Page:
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BIO160N Lecture on Carbon

by: Trinity Wallace

BIO160N Lecture on Carbon BIOB 160

Marketplace > University of Montana > Biology > BIOB 160 > BIO160N Lecture on Carbon
Trinity Wallace
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Lecture notes on Carbon!
Principles of Living Systems
Art Woods
Class Notes




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This 2 page Class Notes was uploaded by Trinity Wallace on Sunday October 2, 2016. The Class Notes belongs to BIOB 160 at University of Montana taught by Art Woods in Fall 2016. Since its upload, it has received 54 views. For similar materials see Principles of Living Systems in Biology at University of Montana.


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Date Created: 10/02/16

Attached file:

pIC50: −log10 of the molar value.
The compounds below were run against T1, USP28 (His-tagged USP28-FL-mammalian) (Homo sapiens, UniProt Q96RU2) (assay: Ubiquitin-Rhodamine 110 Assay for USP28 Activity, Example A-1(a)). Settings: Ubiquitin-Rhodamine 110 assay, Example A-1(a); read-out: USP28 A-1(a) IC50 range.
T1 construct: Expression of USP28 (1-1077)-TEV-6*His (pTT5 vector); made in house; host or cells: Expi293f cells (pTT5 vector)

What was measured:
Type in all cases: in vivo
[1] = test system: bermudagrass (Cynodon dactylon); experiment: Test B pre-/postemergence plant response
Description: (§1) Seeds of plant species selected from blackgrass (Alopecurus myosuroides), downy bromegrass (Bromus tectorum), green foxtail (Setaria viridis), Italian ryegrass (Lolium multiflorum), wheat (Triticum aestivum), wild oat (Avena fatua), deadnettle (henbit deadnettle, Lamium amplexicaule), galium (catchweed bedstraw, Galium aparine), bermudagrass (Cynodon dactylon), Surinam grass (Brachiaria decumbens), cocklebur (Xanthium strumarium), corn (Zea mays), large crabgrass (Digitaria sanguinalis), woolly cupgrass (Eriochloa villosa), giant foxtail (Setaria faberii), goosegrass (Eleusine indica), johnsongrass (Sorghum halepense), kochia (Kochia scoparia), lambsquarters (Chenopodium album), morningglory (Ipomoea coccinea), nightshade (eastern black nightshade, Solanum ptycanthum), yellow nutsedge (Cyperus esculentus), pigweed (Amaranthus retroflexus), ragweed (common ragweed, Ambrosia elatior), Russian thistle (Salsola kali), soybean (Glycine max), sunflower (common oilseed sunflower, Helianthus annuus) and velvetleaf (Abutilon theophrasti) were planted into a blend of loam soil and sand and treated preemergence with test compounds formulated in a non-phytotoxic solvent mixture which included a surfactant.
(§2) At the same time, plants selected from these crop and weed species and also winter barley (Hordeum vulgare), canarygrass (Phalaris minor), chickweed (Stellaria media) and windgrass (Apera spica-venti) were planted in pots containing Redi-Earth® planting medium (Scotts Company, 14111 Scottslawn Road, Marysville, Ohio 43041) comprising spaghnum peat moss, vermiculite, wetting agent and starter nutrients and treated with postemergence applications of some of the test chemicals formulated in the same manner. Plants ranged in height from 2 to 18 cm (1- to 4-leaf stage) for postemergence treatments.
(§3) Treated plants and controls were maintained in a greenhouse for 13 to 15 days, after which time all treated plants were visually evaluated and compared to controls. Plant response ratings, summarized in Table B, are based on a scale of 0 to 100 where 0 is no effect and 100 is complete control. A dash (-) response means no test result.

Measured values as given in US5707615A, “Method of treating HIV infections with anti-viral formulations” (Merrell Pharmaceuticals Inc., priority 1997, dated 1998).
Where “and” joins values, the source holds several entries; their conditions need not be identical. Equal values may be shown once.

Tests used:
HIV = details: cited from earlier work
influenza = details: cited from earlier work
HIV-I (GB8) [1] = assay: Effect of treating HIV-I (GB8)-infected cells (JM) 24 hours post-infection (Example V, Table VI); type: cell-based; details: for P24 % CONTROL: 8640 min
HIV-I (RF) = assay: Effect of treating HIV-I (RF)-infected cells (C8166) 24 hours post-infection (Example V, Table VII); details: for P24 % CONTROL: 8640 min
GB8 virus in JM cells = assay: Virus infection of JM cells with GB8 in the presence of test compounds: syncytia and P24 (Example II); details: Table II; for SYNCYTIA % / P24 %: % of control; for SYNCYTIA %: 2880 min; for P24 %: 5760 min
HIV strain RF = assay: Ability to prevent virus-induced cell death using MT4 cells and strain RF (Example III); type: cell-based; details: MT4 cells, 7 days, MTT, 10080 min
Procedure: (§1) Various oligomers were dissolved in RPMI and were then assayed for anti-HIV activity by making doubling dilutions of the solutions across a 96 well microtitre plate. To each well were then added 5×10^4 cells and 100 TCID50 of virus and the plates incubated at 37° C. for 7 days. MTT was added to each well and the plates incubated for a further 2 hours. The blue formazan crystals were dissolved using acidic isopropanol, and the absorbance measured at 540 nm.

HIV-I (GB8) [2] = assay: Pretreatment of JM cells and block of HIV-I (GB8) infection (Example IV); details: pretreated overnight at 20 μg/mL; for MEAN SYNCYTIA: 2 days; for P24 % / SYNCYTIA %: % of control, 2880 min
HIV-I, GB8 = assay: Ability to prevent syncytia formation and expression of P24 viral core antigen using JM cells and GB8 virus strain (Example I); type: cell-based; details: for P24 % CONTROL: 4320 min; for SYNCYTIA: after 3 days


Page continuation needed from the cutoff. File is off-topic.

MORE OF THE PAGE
Lecture Notes for BIO160N  Carbon Carbon­ backbone of life 1. It has a valence of 4, and can make 4 bonds 2. It can form long chains and double bonds  3. Side group diversity  Isomer­ compounds with the same number of atoms that vary in structure Compound­ molecule that is made of 2 or more elements  Organic Compound­ molecules containing carbon ( C )  Ex) CH4  Natural­ derived organism from nature  Synthetic­ man made (lab)  Naturally derived­ humans created them for an artificial product  Allotrope­ different physical forms when the element bonds to itself  Ex) diamonds, graphite ( all C molecules)  Carbon forms covalent bonds generally­ meaning it shares electrons for stronger bonds  Compounds made by ionic bonding are called  salts   Salts:  1. For an ionic compound the formular represents the ratio of elemetns  2. They do not share electrons  3. Salt is the most important electrolyte in our body  4. Preserves food  5. Our nerves fire using sodium  Carbon:  1. There is no limit to the number of atoms in a carbon chain  Polysaccharides­ multiple carbohydrates linked together  Fatty Acids­ long chains of carbon 1. Saturated fatty acid­ chain that is made of only single bonds 2. Unsaturated fatty acid­ have double bond/ or bonds  Hydrocarbons­ molecules made only of Carbon and Hydrogen  1. Few in living organisms  2. They release large amounts of energy  a. Ex) methane, petroleum, and ethane  Petroleum­ tiny sea plants that dies, sank to the bottom of the ocean, where they were held under large      amounts of pressure, where they were left with only the Carbon and Hydrogen  Isomers ­ same chemical formula but differ in the structure (way they were put together)  1. Structural­ have the same chemical formula but require a break in the bond  a. Ex) glucose and fructose (C6H12O6)  2. Geometric­ moving where the side chains are based upon the location of the double bond  a. Cis­ means on the same side of the double bond b. Trans­ have key side groups on the opposite side of the double bond  Retinal­ visual pigment in the rods that allow detections od photons ( it is a cis isomer, then moves to a  trans isomer)  Enantiomers­ isomers that are mirror images 1. They differ in spatial arrangements  2. L and D enantiomers (versions of them)  Functional Groups­ a group of atoms responsible for the characteristic reactions of a particular compound 1. They change the type of reaction 


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